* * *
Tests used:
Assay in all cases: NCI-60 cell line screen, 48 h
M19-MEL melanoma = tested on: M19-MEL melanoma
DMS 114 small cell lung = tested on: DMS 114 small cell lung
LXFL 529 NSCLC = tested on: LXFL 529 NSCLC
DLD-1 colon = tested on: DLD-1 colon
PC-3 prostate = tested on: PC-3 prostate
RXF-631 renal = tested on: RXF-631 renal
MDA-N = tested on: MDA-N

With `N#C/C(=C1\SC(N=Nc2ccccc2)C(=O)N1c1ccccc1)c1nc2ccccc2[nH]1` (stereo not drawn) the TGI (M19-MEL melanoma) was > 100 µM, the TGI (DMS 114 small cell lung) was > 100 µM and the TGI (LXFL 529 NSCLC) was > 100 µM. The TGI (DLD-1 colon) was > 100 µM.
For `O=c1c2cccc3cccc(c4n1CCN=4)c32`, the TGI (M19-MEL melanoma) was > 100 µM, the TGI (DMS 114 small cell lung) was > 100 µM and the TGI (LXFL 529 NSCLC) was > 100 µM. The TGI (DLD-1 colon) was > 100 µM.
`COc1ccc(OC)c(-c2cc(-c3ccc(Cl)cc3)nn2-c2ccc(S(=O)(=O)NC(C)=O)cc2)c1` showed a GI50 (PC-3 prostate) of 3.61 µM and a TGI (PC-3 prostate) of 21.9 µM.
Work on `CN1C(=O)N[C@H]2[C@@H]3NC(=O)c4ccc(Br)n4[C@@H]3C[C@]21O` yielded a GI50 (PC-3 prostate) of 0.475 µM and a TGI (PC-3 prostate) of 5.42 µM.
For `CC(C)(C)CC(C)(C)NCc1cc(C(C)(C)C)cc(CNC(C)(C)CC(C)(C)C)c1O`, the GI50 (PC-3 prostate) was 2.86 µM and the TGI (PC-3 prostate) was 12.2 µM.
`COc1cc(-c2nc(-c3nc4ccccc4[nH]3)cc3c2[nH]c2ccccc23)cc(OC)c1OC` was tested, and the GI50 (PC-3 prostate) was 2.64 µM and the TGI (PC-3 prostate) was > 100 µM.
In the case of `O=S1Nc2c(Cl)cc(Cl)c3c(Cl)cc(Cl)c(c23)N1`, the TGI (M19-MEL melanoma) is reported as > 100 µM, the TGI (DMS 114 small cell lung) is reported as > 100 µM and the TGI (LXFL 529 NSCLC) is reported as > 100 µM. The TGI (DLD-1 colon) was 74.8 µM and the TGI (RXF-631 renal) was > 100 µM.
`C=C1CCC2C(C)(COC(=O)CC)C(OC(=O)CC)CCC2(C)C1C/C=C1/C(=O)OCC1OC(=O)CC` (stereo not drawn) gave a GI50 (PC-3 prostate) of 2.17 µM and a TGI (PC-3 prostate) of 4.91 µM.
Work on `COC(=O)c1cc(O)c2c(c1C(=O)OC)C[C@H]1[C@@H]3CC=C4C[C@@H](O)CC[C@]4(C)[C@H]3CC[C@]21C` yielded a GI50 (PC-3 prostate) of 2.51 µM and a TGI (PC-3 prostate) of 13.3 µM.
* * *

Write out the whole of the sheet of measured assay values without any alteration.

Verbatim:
Tests used:
Assay in all cases: NCI-60 cell line screen, 48 h
M19-MEL melanoma = tested on: M19-MEL melanoma
DMS 114 small cell lung = tested on: DMS 114 small cell lung
LXFL 529 NSCLC = tested on: LXFL 529 NSCLC
DLD-1 colon = tested on: DLD-1 colon
PC-3 prostate = tested on: PC-3 prostate
RXF-631 renal = tested on: RXF-631 renal
MDA-N = tested on: MDA-N

With `N#C/C(=C1\SC(N=Nc2ccccc2)C(=O)N1c1ccccc1)c1nc2ccccc2[nH]1` (stereo not drawn) the TGI (M19-MEL melanoma) was > 100 µM, the TGI (DMS 114 small cell lung) was > 100 µM and the TGI (LXFL 529 NSCLC) was > 100 µM. The TGI (DLD-1 colon) was > 100 µM.
For `O=c1c2cccc3cccc(c4n1CCN=4)c32`, the TGI (M19-MEL melanoma) was > 100 µM, the TGI (DMS 114 small cell lung) was > 100 µM and the TGI (LXFL 529 NSCLC) was > 100 µM. The TGI (DLD-1 colon) was > 100 µM.
`COc1ccc(OC)c(-c2cc(-c3ccc(Cl)cc3)nn2-c2ccc(S(=O)(=O)NC(C)=O)cc2)c1` showed a GI50 (PC-3 prostate) of 3.61 µM and a TGI (PC-3 prostate) of 21.9 µM.
Work on `CN1C(=O)N[C@H]2[C@@H]3NC(=O)c4ccc(Br)n4[C@@H]3C[C@]21O` yielded a GI50 (PC-3 prostate) of 0.475 µM and a TGI (PC-3 prostate) of 5.42 µM.
For `CC(C)(C)CC(C)(C)NCc1cc(C(C)(C)C)cc(CNC(C)(C)CC(C)(C)C)c1O`, the GI50 (PC-3 prostate) was 2.86 µM and the TGI (PC-3 prostate) was 12.2 µM.
`COc1cc(-c2nc(-c3nc4ccccc4[nH]3)cc3c2[nH]c2ccccc23)cc(OC)c1OC` was tested, and the GI50 (PC-3 prostate) was 2.64 µM and the TGI (PC-3 prostate) was > 100 µM.
In the case of `O=S1Nc2c(Cl)cc(Cl)c3c(Cl)cc(Cl)c(c23)N1`, the TGI (M19-MEL melanoma) is reported as > 100 µM, the TGI (DMS 114 small cell lung) is reported as > 100 µM and the TGI (LXFL 529 NSCLC) is reported as > 100 µM. The TGI (DLD-1 colon) was 74.8 µM and the TGI (RXF-631 renal) was > 100 µM.
`C=C1CCC2C(C)(COC(=O)CC)C(OC(=O)CC)CCC2(C)C1C/C=C1/C(=O)OCC1OC(=O)CC` (stereo not drawn) gave a GI50 (PC-3 prostate) of 2.17 µM and a TGI (PC-3 prostate) of 4.91 µM.
Work on `COC(=O)c1cc(O)c2c(c1C(=O)OC)C[C@H]1[C@@H]3CC=C4C[C@@H](O)CC[C@]4(C)[C@H]3CC[C@]21C` yielded a GI50 (PC-3 prostate) of 2.51 µM and a TGI (PC-3 prostate) of 13.3 µM.